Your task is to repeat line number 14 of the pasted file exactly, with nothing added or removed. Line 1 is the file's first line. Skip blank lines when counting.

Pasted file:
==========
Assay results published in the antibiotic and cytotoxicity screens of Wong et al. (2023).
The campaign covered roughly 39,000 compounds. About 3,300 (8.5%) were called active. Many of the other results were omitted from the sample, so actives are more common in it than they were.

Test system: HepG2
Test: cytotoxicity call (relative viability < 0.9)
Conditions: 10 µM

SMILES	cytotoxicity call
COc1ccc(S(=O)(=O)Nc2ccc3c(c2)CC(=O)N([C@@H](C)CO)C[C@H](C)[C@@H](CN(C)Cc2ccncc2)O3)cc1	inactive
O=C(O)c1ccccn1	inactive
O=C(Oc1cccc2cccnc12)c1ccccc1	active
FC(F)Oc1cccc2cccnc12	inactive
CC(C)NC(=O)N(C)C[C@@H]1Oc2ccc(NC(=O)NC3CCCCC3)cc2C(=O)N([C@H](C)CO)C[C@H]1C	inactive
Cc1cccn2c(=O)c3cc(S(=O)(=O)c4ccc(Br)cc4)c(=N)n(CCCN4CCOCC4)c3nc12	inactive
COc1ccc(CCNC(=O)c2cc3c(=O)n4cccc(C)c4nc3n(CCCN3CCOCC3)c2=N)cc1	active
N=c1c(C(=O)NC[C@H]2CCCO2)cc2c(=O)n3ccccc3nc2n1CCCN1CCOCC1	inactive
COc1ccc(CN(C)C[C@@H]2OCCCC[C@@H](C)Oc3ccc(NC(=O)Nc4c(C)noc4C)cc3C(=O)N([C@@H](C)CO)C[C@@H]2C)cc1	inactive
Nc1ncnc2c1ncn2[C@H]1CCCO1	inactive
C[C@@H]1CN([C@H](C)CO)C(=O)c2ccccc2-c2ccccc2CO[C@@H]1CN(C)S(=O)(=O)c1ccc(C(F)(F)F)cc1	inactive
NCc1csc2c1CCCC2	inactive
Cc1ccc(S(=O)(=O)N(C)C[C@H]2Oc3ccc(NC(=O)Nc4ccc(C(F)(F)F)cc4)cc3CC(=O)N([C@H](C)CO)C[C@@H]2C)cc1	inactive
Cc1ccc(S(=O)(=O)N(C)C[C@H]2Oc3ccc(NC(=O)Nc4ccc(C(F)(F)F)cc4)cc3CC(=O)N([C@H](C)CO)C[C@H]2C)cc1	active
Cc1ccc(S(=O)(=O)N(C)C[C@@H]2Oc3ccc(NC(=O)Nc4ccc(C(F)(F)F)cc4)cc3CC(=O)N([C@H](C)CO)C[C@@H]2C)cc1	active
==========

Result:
N=c1c(C(=O)NC[C@H]2CCCO2)cc2c(=O)n3ccccc3nc2n1CCCN1CCOCC1	inactive